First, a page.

LM Secretary-General, Jairos Ngoma, who addressed a press conference in Lusaka,
said Phiri had been lying to Hichilema over the status of the agriculture sector in the face of climate change.

Ngoma alleged that the minister lied to the president, claiming that farming inputs had been distributed on time countrywide when no such items had been distributed.

Ngoma stated that farmers had been sharing fertilizer distributed to them in various parts of the country and that the commodity was not distributed on time as promised.

“Mr. President, you are a farmer and people in Eastern Province who have been sharing fertilizer voted for you in numbers knowing that you understand them as you a farmer yourself,” Ngoma stated.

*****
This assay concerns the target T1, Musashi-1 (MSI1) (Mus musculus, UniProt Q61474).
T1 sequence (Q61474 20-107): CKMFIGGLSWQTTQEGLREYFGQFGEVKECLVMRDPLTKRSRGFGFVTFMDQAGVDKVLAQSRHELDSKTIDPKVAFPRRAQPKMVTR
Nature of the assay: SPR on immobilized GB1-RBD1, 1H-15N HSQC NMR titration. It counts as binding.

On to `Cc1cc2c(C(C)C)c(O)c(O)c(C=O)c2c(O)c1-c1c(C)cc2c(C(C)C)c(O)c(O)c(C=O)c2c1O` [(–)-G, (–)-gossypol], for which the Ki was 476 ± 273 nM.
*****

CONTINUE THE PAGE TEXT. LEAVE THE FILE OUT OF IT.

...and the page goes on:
He went on to accuse the United Capital Fertiliser claiming that the company was exporting the commodity to Botswana instead of distributing it to farmers in line with an agreement it had with government.

He said as a result, farmers have resorted to sharing the fertilizer in “medas” across the country because what was meant for them was being sold.

“This company is a subsidiary of China; it’s taking fertiliser to Botswana, 15,000 metric tonnes and later it is taking it to Dar es Salaam,” he alleged.